The study itself is published in Maternal and Child Nutrition and the authors make the point that people administering this RUTF do not need to be medically trained so this therapy can be used at home. I’m always amazed when researchers discover that feeding malnourished children helps them to recover. Peanut butter is highly concentrated in calories and the investigators mixed in some vitamins along with it, so I guess it can be considered a superfood.

Since then, much has been written about the controversy over this product, particularly about its formula, cost, and sustainability.

Its formula includes:

  • Peanut Butter
  • Dry Skim Milk
  • Vegetable oil
  • Powdered sugar
  • Minerals & vitamins

It contains about 500 calories in a 92-gram foil package.

Of these calories, one-quarter to one-third are from the added sugar.  No wonder kids like it!

What about its cost? A recent article about local production of Plumpy’ nut in Niger illustrates this particular problem.

UNICEF pays US$60 to purchase and ship a box of 150 packets from the main producer and patent holder of Plumpy’nut, Nutriset, in France. It costs $65 in Niger. The difference adds up to an extra $15,000 for the 3,000 boxes purchased in Niamey every week.

“The luxury of having no production delays and not fully depending on an external provider is a price we are willing to pay,” UNICEF’s nutrition manager, Eric-Alain Ategbo, told IRIN. Ategbo said it took at least eight weeks for the nutritious peanut butter-like paste to arrive from France.

Here are some other cost concerns:

Electricity is expensive, taxes are high and money is expensive as interest rates are high. It would be cheaper if the products we use were bought locally, but they are not available.  Peanuts are the only ingredient from Niger. Others, such as milk, sugar and oil, are purchased internationally. We also have the obligation to buy specific products [such as micronutrients and packaging] from Nutriset in order to respect the formula.

As for its sustainability:

  • Who is going to pay for these products?  And for how long?
  • Does it make sense to promote a peanut-based product in countries that do not grow peanuts?
  • Is it a good idea to give packaged, sweetened products to kids whose families cannot continue to provide such things once the crisis is over?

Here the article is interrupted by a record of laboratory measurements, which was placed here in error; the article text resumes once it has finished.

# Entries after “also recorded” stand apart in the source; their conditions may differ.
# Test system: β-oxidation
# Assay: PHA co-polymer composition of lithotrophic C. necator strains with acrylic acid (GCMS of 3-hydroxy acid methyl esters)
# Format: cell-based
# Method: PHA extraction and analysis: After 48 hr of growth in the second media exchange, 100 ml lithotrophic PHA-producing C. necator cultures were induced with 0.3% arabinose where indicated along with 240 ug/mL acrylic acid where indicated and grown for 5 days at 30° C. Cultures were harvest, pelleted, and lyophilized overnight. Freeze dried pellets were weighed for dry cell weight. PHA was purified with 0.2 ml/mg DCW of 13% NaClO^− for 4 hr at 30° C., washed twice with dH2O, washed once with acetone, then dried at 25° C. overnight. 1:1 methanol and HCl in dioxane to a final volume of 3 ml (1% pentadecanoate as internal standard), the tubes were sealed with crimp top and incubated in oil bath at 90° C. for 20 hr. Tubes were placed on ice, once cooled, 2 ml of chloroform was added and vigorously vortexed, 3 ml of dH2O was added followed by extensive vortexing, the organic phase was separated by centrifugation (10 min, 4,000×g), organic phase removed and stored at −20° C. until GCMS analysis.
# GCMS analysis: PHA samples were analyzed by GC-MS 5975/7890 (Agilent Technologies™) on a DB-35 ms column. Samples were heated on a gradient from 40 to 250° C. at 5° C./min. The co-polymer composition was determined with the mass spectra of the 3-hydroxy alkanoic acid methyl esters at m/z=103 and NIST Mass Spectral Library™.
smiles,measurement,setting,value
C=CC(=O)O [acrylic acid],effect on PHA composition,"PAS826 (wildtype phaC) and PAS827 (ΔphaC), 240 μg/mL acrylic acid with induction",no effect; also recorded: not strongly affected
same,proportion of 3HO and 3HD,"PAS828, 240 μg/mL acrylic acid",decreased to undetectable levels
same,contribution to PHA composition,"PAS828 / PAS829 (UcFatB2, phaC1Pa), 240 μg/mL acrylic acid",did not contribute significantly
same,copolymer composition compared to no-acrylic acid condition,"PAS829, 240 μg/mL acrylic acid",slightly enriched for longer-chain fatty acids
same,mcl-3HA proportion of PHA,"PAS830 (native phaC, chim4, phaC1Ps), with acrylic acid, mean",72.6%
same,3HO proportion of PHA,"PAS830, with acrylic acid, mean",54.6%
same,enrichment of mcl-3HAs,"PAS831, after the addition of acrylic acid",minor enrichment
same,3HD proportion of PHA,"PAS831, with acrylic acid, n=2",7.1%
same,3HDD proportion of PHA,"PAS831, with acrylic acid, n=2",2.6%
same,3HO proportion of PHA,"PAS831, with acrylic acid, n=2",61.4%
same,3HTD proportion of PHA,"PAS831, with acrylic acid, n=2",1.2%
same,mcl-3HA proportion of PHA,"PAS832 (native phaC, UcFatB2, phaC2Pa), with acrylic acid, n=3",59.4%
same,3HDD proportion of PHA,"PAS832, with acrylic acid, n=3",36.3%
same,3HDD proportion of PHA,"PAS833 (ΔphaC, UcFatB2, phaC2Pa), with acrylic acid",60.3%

• Is it a good idea to give kids the idea that sweet things in packages are what they supposed to eat?
  • Will products like this pave the way for other sweetened products in packages—soft drinks, for example?

These are all complicated issues.  Read the article and ponder.

Aug 23 2010

The egg recall saga continues

The massive egg recalls so dominate the news today that it’s hard to talk about anything else.

For one thing, FDA Commissioner Margaret Hamburg took to the tube and appeared on three morning shows:

“We need greater abilities to trace back products to their source,” Hamburg told NBC’s “Today” show this morning. “We need better abilities and authorities to put in place these preventive controls and hold companies accountable.”

She pointed out that it is now one year after the peanut butter recall prompted calls for increased regulation, but the FDA still has limited authority to order recalls, among other things.

What she did not say, is that the Senate continues to tie the FDA’s hands by not passing S. 510.  Fortunately, other commentators (besides me) are making that point loud and clear:

With elections looming, Washington insiders saw little chance that the Senate would complete the bill this fall – until now. The recall of about a half-billion eggs in a salmonella scare may have given new life to the legislation….At the moment—even with salmonella eggs–the FDA can’t force a company to take its products off the market. (If an egg producer violates safety standards, the FDA does have authority to divert shell eggs to a pasteurization process, which egg producers would rather avoid).

In the meantime, the industry-sponsored  Egg Safety Center says:

Consumers are reminded that properly storing, handling and cooking eggs should help prevent food-borne illness. The Egg Safety Center and the Food and Drug Administration recommend that eggs should be fully cooked until both the yolks and the whites are firm, and consumers should not eat foods that may contain raw or undercooked eggs.